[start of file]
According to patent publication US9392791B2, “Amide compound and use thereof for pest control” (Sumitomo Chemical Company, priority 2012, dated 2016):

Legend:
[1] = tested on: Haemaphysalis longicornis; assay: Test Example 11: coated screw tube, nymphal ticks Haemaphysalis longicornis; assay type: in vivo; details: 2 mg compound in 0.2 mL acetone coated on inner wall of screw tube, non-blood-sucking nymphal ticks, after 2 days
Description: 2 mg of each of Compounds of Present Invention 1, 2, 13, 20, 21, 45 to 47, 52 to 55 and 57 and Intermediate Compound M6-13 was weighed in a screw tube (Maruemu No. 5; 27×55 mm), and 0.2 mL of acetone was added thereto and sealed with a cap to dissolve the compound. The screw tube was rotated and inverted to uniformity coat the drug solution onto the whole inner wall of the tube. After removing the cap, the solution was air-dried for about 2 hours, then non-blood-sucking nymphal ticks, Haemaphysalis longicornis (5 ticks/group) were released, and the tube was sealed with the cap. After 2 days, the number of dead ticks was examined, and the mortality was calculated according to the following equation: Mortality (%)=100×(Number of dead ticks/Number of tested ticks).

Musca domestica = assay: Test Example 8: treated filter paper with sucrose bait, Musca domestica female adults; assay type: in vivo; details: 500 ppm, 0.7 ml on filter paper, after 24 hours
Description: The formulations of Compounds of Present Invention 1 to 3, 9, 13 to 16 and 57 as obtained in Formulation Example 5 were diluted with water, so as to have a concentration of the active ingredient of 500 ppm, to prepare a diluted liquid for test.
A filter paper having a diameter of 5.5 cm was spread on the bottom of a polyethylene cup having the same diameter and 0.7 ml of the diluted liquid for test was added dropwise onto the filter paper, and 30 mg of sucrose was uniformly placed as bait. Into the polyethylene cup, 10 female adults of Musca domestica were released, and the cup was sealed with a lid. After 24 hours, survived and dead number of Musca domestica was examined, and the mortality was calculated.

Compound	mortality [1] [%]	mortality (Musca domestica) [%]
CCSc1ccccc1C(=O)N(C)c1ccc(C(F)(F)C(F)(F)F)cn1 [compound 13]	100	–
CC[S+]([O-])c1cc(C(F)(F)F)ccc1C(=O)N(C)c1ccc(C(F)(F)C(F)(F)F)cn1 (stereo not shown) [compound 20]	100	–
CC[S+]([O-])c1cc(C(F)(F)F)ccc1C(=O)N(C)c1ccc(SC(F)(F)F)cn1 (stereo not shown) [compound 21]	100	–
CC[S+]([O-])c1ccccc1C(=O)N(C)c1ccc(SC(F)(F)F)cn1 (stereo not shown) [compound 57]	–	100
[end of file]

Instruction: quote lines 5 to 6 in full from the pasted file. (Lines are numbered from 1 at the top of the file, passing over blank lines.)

Musca domestica = assay: Test Example 8: treated filter paper with sucrose bait, Musca domestica female adults; assay type: in vivo; details: 500 ppm, 0.7 ml on filter paper, after 24 hours
Description: The formulations of Compounds of Present Invention 1 to 3, 9, 13 to 16 and 57 as obtained in Formulation Example 5 were diluted with water, so as to have a concentration of the active ingredient of 500 ppm, to prepare a diluted liquid for test.